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Discover a different side to Eva Green | Will your next taxi be a self-driven Jaguar I-PACE? | What it takes to break a lap record at the  Nürburgring Nordschleife | The petrolheads racing in Jaguar’s new all-electric race series | Up close with the latest special edition of the XE and XF: the 300 SPORT


THE FINISHING LINE AN ODE TO THE NON- CONFORMIST DOES IT PAY TO GO AGAINST CONVENTION? NOT FITTING IN MIGHT, IN FACT, BE WHAT MAKES US THRIVE, POSITS DALLAS CAMPBELL When I was 15, I entered my school music competition with a piano piece that suited my musical abilities: 4’33’’ by the mid-century American avant-garde composer John Cage. As I opened the sheet music and adjusted my posture, I began, knowing full well my fate. For those unfamiliar with it, it’s four minutes thirty-three seconds of total silence. Technically easy to play, but difficult to pull off in public – you have to really commit. About a minute in, I was interrupted by the teacher who threw me out of the theatre to the laughter of my friends. I shouldn’t have expected anything less. It was a risky move, calculated to enhance my school reputation as a rebel and class clown. Looking back, it was a risk worth taking. It would have been a travesty if the teacher had let me finish. Like you, my journey through life has been a constant tug between the safety of conformity, and the urge to want to push against the status quo. No matter how much we like to think of ourselves as free thinkers, the reality is different. Like all animal behaviour, ours is shaped by millions of years of evolution. We are pack animals. Conformity isn’t a choice, it’s our hardwired default factory setting. The benefits of group cooperation, altruism, and respecting our elders have contributed to our species’ extraordinary success. When it comes to important decision making, for example, the collected wisdom of the group is generally better than that of the individual. The mechanics of this have been unpicked by decades of inquiry by psychologists and neuroscientists who have seen directly how the brain responds when confronted with social cues: when your actions or opinions deviate from the group, your brain’s medial prefrontal cortex will tell you that something’s wrong and snap you back into line. You live on a spectrum of conformity versus non-conformity, set against a constantly shifting cultural backdrop that is forever in motion. But imagine a world where everyone did what was expected? If conformity is the fabric that holds our institutions together, then non-conformity is the colour, pattern and texture. Where would we be as a species without those great imaginative leaps that further our understanding of nature? Progress in science starts with the ability to be able to imagine something else. Copernicus, Galileo and Darwin, despite being subjected to rigid social and religious paradigms of their age, freed us from our intellectual prison, allowing us to see nature as it is, not how we wished it to be. Rebellion has always been the primary driver of human culture: imagine if the audience had sat quietly at Stravinsky’s premiere of The Rite of Spring, or if The Sex Pistols (pictured above) hadn’t gone on their infamous Thames boat cruise because they couldn’t get permission. What about The Breakfast Club without Ally Sheedy shaking out her dandruff? Imagine if John Kennedy chose not to go to the moon because it was just too hard. Or if suffragette Millicent Fawcett hadn’t had the courage to call, “Courage calls to courage everywhere”. It takes courage to think and act differently. Fear of looking foolish, fear of authority, and particularly fear of failure are powerful forces battling to keep us in line. In our increasingly risk-averse, feedback form obsessed, hyperconnected world, it might seem safer to follow the herd. But as the author JK Rowling told a class of Harvard graduates so eloquently, “It is impossible to live without failing at something, unless you live so cautiously that you might as well not have lived at all. In which case you fail by default.” Sometimes it’s worth throwing your caution to the wind. For the benefit of us all. Dallas Campbell presents ambitious factual television programmes, such as Supersized Earth, City in the Sky, Bang Goes the Theory and Egypt’s Lost Cities for the BBC, and National Geographic’s Science of Stupid. His book Ad Astra: An Illustrated Guide to Leaving the Planet is available now. PICTURE PRESS/CAMERA PRESS/DENNIS MORRIS 78 THE JAGUAR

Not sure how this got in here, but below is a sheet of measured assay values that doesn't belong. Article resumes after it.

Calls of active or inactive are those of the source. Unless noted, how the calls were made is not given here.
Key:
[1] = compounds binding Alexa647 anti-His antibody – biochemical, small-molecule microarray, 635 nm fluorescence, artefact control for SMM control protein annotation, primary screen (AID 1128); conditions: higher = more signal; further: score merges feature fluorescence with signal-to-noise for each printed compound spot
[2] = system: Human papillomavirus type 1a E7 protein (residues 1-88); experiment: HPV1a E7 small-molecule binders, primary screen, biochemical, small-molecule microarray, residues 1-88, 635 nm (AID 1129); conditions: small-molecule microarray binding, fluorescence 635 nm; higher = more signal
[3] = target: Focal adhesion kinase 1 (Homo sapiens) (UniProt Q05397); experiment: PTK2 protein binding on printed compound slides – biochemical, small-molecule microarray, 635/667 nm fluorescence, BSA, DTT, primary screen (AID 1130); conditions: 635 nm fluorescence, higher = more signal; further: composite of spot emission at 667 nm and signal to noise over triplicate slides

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Jaguar Magazine celebrates creativity in all its forms, with exclusive features that inspire sensory excitement, from beautiful design to cutting-edge technology.

In this issue, we explore the art of creativity from the Brazilian masters who devised the graceful art of Capoeira, to the Irish artists mixing new culture with old. You will also discover the creative line that links Victorian wallpaper to the iPhone. While the multi-talented actor and performer, Riz Ahmed, explains why it is the right time to reveal his true self to the world.


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A vehicle's actual fuel consumption may differ from that achieved in such tests and these figures are for comparative purposes only.